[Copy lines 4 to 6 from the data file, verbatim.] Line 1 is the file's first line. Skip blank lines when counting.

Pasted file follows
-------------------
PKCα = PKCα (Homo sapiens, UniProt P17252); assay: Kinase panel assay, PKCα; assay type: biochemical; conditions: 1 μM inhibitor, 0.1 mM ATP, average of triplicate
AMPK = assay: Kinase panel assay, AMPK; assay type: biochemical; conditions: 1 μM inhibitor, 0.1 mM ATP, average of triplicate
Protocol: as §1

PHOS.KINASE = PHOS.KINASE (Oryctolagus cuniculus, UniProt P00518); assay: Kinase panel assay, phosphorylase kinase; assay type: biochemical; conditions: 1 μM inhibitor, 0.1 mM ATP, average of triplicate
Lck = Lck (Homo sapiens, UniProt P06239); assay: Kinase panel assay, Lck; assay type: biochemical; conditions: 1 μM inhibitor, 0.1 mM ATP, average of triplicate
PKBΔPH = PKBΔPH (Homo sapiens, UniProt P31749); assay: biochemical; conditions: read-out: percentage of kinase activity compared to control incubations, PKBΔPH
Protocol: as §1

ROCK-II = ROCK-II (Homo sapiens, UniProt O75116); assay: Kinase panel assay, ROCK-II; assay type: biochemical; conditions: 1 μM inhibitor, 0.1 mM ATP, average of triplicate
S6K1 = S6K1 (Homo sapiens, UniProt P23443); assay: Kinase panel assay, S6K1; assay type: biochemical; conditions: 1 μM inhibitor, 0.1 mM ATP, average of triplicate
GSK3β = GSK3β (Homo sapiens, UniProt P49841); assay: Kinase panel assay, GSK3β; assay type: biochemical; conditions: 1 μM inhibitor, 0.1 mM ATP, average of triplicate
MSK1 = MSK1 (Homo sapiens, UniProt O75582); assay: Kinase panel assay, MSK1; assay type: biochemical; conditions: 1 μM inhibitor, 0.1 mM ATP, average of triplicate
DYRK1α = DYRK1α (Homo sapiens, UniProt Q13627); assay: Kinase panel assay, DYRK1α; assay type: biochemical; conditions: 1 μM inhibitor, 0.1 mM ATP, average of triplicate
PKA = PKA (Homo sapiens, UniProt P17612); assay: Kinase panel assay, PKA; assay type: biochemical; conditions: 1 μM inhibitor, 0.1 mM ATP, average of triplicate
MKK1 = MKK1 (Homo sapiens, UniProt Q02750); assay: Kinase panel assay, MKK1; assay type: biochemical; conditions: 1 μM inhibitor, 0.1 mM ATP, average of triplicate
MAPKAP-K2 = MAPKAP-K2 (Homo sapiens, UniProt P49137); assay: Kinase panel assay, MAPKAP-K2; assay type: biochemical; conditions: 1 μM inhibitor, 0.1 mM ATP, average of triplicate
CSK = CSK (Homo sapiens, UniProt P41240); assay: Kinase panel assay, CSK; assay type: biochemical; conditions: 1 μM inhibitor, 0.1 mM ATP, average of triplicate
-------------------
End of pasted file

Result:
PHOS.KINASE = PHOS.KINASE (Oryctolagus cuniculus, UniProt P00518); assay: Kinase panel assay, phosphorylase kinase; assay type: biochemical; conditions: 1 μM inhibitor, 0.1 mM ATP, average of triplicate
Lck = Lck (Homo sapiens, UniProt P06239); assay: Kinase panel assay, Lck; assay type: biochemical; conditions: 1 μM inhibitor, 0.1 mM ATP, average of triplicate
PKBΔPH = PKBΔPH (Homo sapiens, UniProt P31749); assay: biochemical; conditions: read-out: percentage of kinase activity compared to control incubations, PKBΔPH